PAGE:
Skip to main content

Location, Location, Location (Privacy, Privacy, Privacy)

This one comes to me from a fairly irate client; upset for reasons that should be quite obvious once you take a look at BlockShopper.com.

The folks here claim to be providing a service to the community by capturing and reporting public information relating to recent property transactions in the target communities. For Chicago, currently limited to Lakeview and Lincoln Park. Rather than simply report the property addresses and prices, these clever web-mongers are also posting google maps of the specific properties and biographical information about buyers, as available from other public web sites.

I suppose this is a benefit to home buyers to see the prices and "types" of people buying on a given street or what-have-you, and in a folksy pseudo-small townish way it could be a nice thing to learn something about your new neighbors, but at what cost?

Seems to me that the real small townish way to learn about the neighbors would be to bake an apple pie and ring the damn doorbell to say hi, and welcome neighbor.

This is just a bit creepier / voyeuristic , no?

Me, I can't wait until they hit the North Shore....

Comments

Popular posts from this blog

The Equifax data breach and you — 6 steps to take now

Identity thieves hit a major credit reporting agency—hard. Millions of consumers’ confidential identity information has been compromised.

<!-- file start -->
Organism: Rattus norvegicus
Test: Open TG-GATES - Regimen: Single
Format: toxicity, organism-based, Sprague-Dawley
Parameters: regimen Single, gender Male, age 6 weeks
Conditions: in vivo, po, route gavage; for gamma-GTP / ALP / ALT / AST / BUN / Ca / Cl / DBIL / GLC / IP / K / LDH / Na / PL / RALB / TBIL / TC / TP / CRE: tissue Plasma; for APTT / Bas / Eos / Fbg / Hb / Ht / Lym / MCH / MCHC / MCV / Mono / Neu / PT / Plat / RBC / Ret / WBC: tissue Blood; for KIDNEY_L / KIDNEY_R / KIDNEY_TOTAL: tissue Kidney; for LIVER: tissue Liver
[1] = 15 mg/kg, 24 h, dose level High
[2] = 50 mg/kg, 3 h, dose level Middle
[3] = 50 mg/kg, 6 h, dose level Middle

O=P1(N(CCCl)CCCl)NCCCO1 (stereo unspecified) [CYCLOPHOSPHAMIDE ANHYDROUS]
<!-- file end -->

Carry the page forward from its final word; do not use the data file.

Equifax, one of the big three credit reporting agencies announced that a massive security breach took place earlier this year. Offenders accessed data sets of 143 million US consumers.

What to do when drones fly near your home

Imagine a quiet evening on the deck of your new home when—out of nowhere—a noisy drone begins hovering around your property, almost certainly snapping photos or video. It’s like Space Invaders meets Gladys Kravitz. So what do you do?

Zoiks! Real estate scams up 480%

by Michael H. Wasserman

You read that right, A 480 percent increase according to a May 2017 PSA from the FBI. Its Internet Crime Complaint Center (IC3). Scammers are targeting wire transfers with alarming frequency. As state law mandates the use of wire transfers for most real estate transactions, it's vital that every buyer, seller and professional be vigilant to prevent fraud. Here's what to look for and what you can do to help protect your money - your deal.

Check the Source: Wire transfer fraud typically starts with a "phishing" email that looks ok at first blush, but is a fake. Real-looking but fraudulent emails may contain:

A slightly different email address. It could be just one character off. Or using a correct name but from a free account, like gmail, aol or yahoo.

Legit-looking logos and email footers. Remember, logos can be downloaded from public websites from title companies and banks.

A working phone number for confirmation. So, if/when you call the…